In Honor of World AIDS Day Here Are Statistics of HIV and AIDS Throughout the Recent Years

After learning it is World AIDS Day we decided to research the current AIDS statistics. Did you know that HIV and Tuberculosis (TB) are the world’s two most deadly infectious diseases? We had to learn more about this epidemic and what’s is being done to fight AIDS and HIV. We found the best results and more thorough statistics on the Center for Disease Control and Prevention (CDC) site. CDC estimates the number of people living with HIV (called prevalence) by using a scientific model. This model helps CDC estimate the number of new HIV infections and how many people are infected but don’t know it. HIV prevalence is the number of people living with HIV infection at a given time, such as at the end of a given year.

Below are the current statistics for HIV and AIDS broken down by race, sex, geography and year provided by CDC.

Gay and bisexual men are the population most affected by HIV. In 2016:

  • Gay and bisexual men accounted for 67% (26,570) of all HIV diagnoses and 83% of diagnoses among males.
  • Black/African American gay and bisexual men accounted for the largest number of HIV diagnoses (10,223), followed by Hispanic/Latino (7,425) and white (7,390) gay and bisexual men.

Trends among gay and bisexual men have varied by race. From 2011 to 2015:

  • Among white gay and bisexual men, diagnoses decreased 10%.
  • Among African American gay and bisexual men, diagnoses increased 4%.
  • After years of sharp increases, diagnoses among young African American gay and bisexual men (aged 13 to 24) stayed about the same.
  • Among Hispanic/Latino gay and bisexual men, diagnoses increased 14%.

Heterosexuals and people who inject drugs (PWID)f also continue to be affected by HIV. In 2016:

  • Heterosexual contact accounted for 24% (9,578) of HIV diagnoses.
  • Women accounted for 19% (7,529) of HIV diagnoses (primarily attributed to heterosexual contact [87%, or 6,541] or injection drug use [12%, or 939]).
  • PWID accounted for 9% (3,425) of HIV diagnoses (includes 1,201 diagnoses among gay and bisexual men who inject drugs).

By race/ethnicity, African Americans and Hispanics/Latinos are disproportionately affected by HIV. In 2016:

  • African Americans represented 12% of the population, but accounted for 44% (17,528) of HIV diagnoses. African Americans have the highest rate of HIV diagnoses compared to other races and ethnicities.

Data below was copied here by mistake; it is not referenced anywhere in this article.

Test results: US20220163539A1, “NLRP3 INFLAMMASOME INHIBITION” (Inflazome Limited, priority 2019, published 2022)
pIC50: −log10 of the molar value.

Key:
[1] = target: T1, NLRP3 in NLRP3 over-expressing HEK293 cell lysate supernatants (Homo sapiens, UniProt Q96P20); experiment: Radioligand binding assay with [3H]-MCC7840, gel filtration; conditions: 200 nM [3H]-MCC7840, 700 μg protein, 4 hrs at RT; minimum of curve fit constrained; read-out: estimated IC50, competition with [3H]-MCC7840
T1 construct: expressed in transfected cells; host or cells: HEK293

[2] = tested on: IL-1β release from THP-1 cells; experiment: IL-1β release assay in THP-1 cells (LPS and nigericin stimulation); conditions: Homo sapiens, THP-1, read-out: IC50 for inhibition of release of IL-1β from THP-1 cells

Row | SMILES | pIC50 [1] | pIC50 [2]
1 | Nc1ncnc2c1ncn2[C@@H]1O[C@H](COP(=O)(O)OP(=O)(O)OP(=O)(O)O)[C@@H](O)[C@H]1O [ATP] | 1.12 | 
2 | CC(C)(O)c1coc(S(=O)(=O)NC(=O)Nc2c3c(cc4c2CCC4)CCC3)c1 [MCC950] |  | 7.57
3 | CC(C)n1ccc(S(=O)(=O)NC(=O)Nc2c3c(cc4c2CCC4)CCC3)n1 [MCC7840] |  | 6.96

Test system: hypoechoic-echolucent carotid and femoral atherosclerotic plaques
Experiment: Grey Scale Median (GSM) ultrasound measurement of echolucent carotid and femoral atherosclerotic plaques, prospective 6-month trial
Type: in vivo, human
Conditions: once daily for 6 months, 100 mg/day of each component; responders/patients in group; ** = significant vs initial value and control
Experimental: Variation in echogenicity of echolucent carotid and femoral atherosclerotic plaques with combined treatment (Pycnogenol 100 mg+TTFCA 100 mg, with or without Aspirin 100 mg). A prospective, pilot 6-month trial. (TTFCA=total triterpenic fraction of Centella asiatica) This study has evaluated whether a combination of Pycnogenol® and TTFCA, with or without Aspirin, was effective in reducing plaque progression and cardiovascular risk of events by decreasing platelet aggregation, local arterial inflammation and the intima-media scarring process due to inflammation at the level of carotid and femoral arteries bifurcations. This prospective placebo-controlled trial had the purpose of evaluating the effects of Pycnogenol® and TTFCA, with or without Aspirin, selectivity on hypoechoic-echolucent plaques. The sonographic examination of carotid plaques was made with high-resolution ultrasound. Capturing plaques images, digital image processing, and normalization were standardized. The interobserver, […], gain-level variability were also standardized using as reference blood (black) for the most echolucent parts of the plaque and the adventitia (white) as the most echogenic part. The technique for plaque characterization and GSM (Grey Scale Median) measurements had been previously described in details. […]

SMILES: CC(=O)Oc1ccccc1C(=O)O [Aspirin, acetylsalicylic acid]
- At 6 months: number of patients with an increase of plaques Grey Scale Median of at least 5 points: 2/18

• Hispanics/Latinos represented 18% of the population, but accounted for 25% (9,766) of HIV diagnoses.

From 2011 to 2015:

  • In 2014, among all adults and adolescents living with HIV (diagnosed or undiagnosed):
    • 62% received some HIV medical care,
    • 48% were retained in continuous HIV care, and
    • 49% had achieved viral suppression (having a very low level of the virus).
  • An estimated 1.1 million people in the United States were living with HIV at the end of 2015.
  • In 2014, there were an estimated 37,600 new HIV infections which is down from 45,700 in 2008.
  • The annual number of new diagnoses declined by 5% from 2011 to 2015.
  • Diagnoses among all women declined 16%.
  • Among all heterosexuals, diagnoses declined 15%, and among PWID, diagnoses declined 17%.
  • About 15%, or 1 in 7, did not know they were infected.
  • In the United States, 6,721 people died from HIV and AIDS in 2014.
  • In 2014, it was the 8th leading cause of death for those aged 25-34 and 9th for those aged 35-44.
  • There were 162,500 (15%) people had not received a diagnosis.

In 2016:

  • A reported 1.8 million new cases of HIV in 2016.
  • About 36.7 million people were living with HIV around the world in 2016.
  • 5 million of them were receiving medicines to treat HIV, called antiretroviral therapy (ART).
  • Estimated 1 million people died from AIDS-related illnesses in 2016. Sub-Saharan Africa, which bears the heaviest burden of HIV and AIDS worldwide, accounts for about 64% of all new HIV infections.
  • In 2016, 39,782 people received an HIV diagnosis.

HIV diagnoses are not evenly distributed geographically. The population rates (per 100,000 people) of people who received an HIV diagnosis were highest in the South (16.8), followed by the Northeast (11.2), the West (10.2), and the Midwest (7.5).

If you got through this entire post of statistics your mind is probably as boggled as mine was. I have a personal interest in the numbers as I worked for an organization for HIV and AIDS back in 2012. Though there is a decline the epidemic is still out there and as the statics shows we still have new cases of HIV and AIDS annually. Since the early 1980s, 1,232,346 people have received an AIDS diagnosis.

CDC’s Global AIDS website and CDC Fact Sheet: HIV in the United States explains what CDC is doing in the global fight against HIV. The HIV in the United States by Geography is a fact sheet that explains the geography of HIV in the United States. More information on HIV prevalence. For more information on HIV and AIDS please visit:


Source: CDC’s Global AIDS website, HIV in the United States by Geography,